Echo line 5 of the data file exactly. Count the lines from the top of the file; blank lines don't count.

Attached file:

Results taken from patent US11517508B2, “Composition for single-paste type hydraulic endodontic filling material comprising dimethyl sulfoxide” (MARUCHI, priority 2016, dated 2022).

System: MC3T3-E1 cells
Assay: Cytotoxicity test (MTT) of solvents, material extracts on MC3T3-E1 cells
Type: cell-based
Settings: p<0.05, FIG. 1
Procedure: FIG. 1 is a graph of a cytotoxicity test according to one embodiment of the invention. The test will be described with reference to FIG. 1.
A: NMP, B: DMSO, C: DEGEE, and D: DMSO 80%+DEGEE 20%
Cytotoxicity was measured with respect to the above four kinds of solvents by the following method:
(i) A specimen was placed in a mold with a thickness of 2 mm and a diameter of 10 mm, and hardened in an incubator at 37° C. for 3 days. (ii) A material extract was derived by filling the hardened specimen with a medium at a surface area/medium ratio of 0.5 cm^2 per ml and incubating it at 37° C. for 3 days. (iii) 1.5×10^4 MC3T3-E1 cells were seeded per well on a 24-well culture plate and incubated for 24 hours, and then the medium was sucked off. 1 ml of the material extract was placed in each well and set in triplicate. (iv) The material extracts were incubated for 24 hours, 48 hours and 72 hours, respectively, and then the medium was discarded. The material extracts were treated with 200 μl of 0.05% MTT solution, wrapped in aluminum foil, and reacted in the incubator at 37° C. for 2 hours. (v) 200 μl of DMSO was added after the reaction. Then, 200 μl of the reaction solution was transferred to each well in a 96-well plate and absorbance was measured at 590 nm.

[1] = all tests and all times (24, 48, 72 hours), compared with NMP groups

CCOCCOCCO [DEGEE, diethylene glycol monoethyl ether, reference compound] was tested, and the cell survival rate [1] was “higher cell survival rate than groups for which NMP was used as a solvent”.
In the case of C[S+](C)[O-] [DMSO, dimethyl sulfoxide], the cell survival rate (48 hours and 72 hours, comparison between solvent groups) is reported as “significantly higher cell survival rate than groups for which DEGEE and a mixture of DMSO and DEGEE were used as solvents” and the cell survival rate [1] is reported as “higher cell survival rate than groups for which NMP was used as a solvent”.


Settings: p<0.05, FIG. 1